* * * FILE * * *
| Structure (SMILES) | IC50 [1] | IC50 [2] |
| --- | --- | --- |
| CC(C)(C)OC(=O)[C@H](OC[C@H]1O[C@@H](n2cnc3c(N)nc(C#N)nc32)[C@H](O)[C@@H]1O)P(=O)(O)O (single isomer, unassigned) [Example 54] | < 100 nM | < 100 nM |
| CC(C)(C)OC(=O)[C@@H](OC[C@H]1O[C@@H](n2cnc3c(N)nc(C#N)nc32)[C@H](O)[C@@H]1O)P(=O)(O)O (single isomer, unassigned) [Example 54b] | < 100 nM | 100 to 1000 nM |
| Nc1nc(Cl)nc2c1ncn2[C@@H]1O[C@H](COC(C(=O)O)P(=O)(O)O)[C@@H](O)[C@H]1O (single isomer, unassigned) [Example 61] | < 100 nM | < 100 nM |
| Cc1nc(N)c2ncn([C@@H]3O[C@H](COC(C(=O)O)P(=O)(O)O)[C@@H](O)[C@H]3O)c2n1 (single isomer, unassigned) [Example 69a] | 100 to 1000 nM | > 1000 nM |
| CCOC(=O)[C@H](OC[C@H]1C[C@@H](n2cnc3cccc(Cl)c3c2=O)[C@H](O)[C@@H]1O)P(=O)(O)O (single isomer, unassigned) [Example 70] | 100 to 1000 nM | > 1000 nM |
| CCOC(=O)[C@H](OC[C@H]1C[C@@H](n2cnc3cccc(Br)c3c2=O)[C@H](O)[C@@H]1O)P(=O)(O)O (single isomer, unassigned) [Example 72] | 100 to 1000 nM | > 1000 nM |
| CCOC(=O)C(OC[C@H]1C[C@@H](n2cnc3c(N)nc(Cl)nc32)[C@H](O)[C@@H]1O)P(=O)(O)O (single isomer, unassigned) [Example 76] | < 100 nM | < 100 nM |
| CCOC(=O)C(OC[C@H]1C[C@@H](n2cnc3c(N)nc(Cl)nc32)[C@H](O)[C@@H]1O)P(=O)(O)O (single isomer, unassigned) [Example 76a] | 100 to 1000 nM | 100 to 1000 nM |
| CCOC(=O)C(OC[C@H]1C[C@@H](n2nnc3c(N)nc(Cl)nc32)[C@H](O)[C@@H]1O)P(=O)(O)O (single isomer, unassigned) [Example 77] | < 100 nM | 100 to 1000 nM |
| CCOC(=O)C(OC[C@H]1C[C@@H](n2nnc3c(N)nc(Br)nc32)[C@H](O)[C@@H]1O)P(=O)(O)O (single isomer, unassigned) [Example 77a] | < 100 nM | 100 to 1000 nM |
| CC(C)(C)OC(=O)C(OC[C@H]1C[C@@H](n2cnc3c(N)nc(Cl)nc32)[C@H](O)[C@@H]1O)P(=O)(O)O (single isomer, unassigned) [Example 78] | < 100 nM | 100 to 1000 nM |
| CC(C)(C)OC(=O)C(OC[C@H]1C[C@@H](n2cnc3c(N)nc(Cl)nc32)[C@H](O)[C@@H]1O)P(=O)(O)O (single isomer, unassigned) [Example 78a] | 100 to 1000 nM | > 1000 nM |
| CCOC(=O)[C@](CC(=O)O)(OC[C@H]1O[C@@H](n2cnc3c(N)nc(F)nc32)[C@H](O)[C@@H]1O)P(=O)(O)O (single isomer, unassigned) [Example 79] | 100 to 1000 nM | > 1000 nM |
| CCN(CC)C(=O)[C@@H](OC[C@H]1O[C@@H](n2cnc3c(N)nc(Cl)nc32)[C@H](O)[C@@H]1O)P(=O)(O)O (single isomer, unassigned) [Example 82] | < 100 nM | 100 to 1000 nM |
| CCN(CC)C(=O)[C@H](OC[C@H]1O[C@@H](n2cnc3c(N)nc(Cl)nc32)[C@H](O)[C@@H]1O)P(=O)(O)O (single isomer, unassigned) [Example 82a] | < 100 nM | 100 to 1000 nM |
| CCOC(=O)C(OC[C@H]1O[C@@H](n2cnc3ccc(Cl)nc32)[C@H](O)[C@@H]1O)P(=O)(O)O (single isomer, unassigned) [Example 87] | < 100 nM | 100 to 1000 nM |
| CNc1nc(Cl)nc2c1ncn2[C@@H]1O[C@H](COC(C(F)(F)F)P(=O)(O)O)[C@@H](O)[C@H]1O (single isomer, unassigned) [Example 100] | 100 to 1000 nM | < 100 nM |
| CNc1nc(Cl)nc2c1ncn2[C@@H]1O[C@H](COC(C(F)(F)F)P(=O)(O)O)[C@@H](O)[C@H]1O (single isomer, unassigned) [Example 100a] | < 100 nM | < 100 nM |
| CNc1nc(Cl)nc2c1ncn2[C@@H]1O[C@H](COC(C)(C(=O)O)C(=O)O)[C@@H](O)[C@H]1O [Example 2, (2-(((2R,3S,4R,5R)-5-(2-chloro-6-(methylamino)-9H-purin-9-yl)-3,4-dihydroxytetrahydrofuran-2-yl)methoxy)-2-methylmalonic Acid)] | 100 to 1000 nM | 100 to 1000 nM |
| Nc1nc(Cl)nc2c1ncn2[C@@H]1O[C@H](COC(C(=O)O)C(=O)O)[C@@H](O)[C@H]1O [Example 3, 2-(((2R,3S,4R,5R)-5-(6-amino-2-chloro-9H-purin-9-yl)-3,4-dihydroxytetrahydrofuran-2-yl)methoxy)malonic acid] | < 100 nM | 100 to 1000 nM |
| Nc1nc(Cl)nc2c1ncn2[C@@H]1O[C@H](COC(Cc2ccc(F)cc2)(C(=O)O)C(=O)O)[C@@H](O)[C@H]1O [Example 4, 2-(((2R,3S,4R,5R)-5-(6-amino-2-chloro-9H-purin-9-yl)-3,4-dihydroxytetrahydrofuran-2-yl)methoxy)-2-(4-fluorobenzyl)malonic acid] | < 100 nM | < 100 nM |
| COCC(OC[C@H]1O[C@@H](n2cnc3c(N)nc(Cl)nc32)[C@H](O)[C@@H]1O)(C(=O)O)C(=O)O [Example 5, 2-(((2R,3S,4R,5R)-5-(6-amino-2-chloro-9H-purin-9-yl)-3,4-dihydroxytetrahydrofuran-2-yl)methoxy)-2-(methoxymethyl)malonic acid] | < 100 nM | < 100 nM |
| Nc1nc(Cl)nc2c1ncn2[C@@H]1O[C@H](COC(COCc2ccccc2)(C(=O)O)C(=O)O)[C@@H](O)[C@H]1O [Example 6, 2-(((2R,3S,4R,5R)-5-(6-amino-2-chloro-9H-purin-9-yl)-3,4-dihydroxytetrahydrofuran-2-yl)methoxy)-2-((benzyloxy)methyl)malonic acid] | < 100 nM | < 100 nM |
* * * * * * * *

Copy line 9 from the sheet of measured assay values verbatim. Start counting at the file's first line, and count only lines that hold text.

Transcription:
| CCOC(=O)C(OC[C@H]1C[C@@H](n2cnc3c(N)nc(Cl)nc32)[C@H](O)[C@@H]1O)P(=O)(O)O (single isomer, unassigned) [Example 76] | < 100 nM | < 100 nM |